Wednesday, March 18, 2015


I just ran across a post showing a preview of the upcoming SF movie “The Leviathan.” The art is striking in its own right, but for me it really hits home since this parallels one of my original concepts for the World of Calidar. Click here for the original article about this movie, so you’ll know what I’m talking about. I couldn't help make the analogy with a Ghülean grön. Picture Calidaran wind-driven skyships instead of anti-grav gunboats. Replace energy blasters with wizard spells. Imagine tattered, orcish standards fitted on the leviathan, along with defensive turrets for war-machines, and a few metal plates bolted on the beast's skin. Now multiply the leviathan times the number of Ghülean hordes flying through the clouds.

For good measure, I took my original description from CAL1 and posted it here.

These creatures are native of Ghüle, the orcs’ alien world. They are colossal, grossly fat, mangy worms partially covered with gray fur except where orcs have bolted armor plates onto them. Orcish standards and the bones of defeated monsters sometimes adorn the beasts. Like those on humpback anglerfish, appendages with glowing lures extend from the top of the gröns’ monstrous heads. Two huge, greenish eyes complete the picture. Gröns vary from the size of small galleys to something large enough to swallow several thousand orcs and their war machines.

Calidar Gron Leviathan
These beasts can fly, though a bit more slowly than an average skyship, and are unmaneuverable. The largest ones require miles to turn when moving at full speed, or several long minutes if hovering. Gröns can sustain flight in space’s airless void for several hours before suffocating. Once outside a planet’s atmosphere, elder worms use the appendages on their heads to generate wormholes and reach nearby worlds. They appear just outside their destinations’ atmosphere where the wormholes end. Younger gröns travel alongside their parents and through their wormholes. If the appendage is destroyed or cut off, it regrows in one to three Calidaran years. Flying through space is the gröns’ favored way of ridding themselves of vermin and other unsavory creatures dwelling on their skin.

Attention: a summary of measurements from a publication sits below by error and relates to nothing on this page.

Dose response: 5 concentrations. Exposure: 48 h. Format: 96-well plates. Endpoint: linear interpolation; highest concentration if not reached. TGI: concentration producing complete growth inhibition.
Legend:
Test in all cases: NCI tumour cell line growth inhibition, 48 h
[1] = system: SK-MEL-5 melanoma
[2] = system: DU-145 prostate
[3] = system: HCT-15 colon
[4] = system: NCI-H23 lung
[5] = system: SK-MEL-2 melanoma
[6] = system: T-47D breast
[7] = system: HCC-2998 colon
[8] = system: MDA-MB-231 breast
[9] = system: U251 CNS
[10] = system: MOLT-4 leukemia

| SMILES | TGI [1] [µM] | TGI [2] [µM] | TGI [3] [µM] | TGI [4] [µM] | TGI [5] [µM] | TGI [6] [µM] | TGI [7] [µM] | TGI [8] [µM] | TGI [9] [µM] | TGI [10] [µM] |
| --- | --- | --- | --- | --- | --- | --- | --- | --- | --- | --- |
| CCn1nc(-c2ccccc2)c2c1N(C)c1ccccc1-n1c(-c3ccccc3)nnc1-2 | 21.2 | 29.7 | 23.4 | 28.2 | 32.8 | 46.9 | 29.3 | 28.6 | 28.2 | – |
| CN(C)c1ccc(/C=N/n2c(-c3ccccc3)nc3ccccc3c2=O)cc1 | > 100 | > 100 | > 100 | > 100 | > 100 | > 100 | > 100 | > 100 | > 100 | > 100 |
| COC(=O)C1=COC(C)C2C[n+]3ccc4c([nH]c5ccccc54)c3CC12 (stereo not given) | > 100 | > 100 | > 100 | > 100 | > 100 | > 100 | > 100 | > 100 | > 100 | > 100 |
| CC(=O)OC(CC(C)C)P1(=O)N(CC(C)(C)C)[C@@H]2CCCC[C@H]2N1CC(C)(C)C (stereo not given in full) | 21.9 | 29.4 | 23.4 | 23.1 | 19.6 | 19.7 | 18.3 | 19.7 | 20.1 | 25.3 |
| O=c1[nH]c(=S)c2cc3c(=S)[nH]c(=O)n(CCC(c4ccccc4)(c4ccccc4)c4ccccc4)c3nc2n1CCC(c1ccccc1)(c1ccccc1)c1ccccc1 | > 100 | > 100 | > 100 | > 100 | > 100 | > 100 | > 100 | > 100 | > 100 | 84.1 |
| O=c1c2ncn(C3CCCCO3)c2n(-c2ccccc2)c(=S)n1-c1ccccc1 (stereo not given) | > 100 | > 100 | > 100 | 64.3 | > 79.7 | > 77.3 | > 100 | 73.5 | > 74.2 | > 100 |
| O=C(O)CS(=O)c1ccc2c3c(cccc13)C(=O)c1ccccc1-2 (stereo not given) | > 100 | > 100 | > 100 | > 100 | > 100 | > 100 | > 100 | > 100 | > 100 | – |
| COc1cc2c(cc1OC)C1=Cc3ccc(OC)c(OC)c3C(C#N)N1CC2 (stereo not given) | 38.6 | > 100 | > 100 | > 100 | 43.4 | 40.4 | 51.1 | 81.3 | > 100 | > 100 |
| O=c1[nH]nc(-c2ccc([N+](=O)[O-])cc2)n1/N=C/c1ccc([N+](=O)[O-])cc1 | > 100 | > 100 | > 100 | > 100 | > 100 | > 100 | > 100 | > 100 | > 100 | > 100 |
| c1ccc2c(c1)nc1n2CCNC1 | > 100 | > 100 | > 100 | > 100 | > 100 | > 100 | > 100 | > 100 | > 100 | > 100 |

Gröns are parasites without means of attacking anything, at least physically. Their natural life involves nesting in the deepest caverns of a world and feeding upon its natural magic core. This energy is what allows them to fly and control wormholes. When a world is stripped bare of its soul, gröns migrate to another and resume the process. Orcs of Ghüle do not allow this to happen, at least to protect their own world, and therefore keep the number of gröns within safe limits. A great many elder gröns would be needed for a long time to deplete Calidar’s world soul, but they could potentially succeed if allowed to multiply.

Gröns can live more than a thousand years. They reproduce not more than once per century. Ghülean clans breed them in captivity and use them as troop transports between their world and another they wish to raid. Orcs enter through the beasts’ cavernous mouths and wait inside their bodies, among hollow innards. Pups can hold a few hundred orcs, elder worms up to several thousand. Air supply is limited but sufficient for an hour-long journey through space. Gröns stranded outside a wormhole eventually die, along with their passengers. Ghülean shamans wield spells altering the layout of organs and flesh inside their gröns, which allows them to open a passage into the beasts’ heads. A shaman may stand inside a cranium and commune with the host, sensing all that it sees and feels. This allows the shaman to train the creature from its youngest age and control its flight, including forming wormholes. Gröns are the pride and joy of the orcish clans who raise them, a source of even more delight than tormenting slaves and ripping the wings off flies.